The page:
# GMAT & MBA Admissions Blog

“Should I take the GRE or the GMAT” is one of the more frequent lines of questioning we get from students considering working with a GRE tutor. Everyone wants to know if their application is negatively impacted by the decision to submit a GRE score instead of a GMAT score. In this article, we’ll offer our brief thoughts on the question.

Performing mental math calculations faster and more accurately is a surprisingly important element of success on the GMAT.  And for any given ability level, It’s also important to gain confidence in your mental math abilities before taking the GMAT. Confidence is often half the battle. At the same time, practicing, having strategies in your mind, and understanding where and how mental math is important can all breed confidence.

Although you’ll likely see slightly fewer Critical Reasoning questions than Sentence Correction or Reading Comprehension on the Verbal section of the GMAT, it is still a sizeable portion of the exam. Having a strong foundational knowledge of argumentation is key to understanding how to answer GMAT critical reasoning questions correctly.

The way the Official Guide to the GMAT, and too many GMAT tutors for that matter, explains how to answer GMAT sentence correction questions is overly confusing. The explanations are far too technical. You are taking the GMAT to get into an MBA program. The MBA programs wants to ensure you can read, write, and speak English well. Neither you nor the MBA program should be concerned with PhD level technical elements of the English language. In this article we’ll teach you how to correctly answer GMAT sentence correction questions by following a four-step process.

In this portion of our GMAT Review Series, we’ll take a look at a Sentence Correction: Subject/Verb Agreement question from the Official GMAT Guide 2019 - Verbal Diagnostic. Remember to always use the non-underlined portion of the sentence in question as the answer key to match the underlined segment to.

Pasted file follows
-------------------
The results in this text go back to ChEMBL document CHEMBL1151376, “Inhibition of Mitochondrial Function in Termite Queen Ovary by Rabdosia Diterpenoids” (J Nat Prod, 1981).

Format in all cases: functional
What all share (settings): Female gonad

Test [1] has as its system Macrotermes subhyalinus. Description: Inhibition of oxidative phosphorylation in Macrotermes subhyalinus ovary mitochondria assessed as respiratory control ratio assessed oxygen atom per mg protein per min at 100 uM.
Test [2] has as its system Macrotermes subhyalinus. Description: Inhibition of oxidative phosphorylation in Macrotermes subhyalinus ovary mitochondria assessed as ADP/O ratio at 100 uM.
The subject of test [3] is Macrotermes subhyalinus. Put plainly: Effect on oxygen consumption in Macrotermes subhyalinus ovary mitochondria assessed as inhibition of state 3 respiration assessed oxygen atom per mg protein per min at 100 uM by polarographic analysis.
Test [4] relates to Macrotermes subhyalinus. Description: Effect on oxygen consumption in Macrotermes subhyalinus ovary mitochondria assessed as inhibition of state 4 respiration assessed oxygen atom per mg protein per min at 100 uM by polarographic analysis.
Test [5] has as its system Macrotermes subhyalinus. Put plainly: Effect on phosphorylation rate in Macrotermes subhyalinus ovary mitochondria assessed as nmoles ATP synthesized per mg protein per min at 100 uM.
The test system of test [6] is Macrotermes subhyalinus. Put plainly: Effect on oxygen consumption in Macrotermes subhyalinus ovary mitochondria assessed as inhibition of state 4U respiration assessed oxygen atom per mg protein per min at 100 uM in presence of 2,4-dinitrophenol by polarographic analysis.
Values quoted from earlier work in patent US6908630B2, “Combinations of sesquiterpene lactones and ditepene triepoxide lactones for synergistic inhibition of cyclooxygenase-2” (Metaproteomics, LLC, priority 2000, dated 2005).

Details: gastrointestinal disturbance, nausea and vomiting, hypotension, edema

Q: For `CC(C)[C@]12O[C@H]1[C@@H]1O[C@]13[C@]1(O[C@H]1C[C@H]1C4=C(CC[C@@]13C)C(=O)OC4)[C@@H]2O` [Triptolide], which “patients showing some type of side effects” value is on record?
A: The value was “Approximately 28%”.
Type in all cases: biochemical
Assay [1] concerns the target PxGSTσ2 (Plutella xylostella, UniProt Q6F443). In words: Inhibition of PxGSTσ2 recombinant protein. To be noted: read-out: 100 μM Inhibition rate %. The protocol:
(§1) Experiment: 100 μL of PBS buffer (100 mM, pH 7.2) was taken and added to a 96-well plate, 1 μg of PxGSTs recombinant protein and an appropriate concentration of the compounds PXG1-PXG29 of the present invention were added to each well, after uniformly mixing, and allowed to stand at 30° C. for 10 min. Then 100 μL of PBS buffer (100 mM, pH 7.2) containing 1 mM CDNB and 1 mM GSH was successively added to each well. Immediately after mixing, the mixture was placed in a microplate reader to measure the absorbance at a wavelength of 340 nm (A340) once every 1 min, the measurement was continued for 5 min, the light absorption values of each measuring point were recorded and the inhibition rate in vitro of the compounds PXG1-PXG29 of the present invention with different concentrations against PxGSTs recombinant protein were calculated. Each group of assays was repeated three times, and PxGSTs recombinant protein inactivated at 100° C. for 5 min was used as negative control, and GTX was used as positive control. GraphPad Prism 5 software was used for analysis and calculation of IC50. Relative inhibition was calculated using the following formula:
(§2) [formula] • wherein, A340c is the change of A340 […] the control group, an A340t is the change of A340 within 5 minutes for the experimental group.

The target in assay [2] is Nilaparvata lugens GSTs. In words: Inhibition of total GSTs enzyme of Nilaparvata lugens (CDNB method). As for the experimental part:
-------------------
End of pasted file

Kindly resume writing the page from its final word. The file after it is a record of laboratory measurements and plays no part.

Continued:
In today’s GMAT Review Series video, we’ll take a look at a Sentence Correction (Parallelism/Verb Tense) question from GMAT’s Official Guide 2019 – Verbal Diagnostic Exam.

In this portion of our GMAT Review Series, we’ll take a look at a Sentence Correction: Meaning question. One of the biggest concepts regarding sentence correction that we must remember is the meaning of the sentence is always going to be more important than grammar.

GMAT sentence correction questions are part of the verbal section of the GMAT. As you probably know, with these questions, you are presented with a sentence, part or all of which is underlined. There are five answer choice options, and each one is a different way to replace the underlined part. The first answer is always the same as the underlined portion, but next four are different. You must pick the answer choice which reflects the best way to complete the sentence.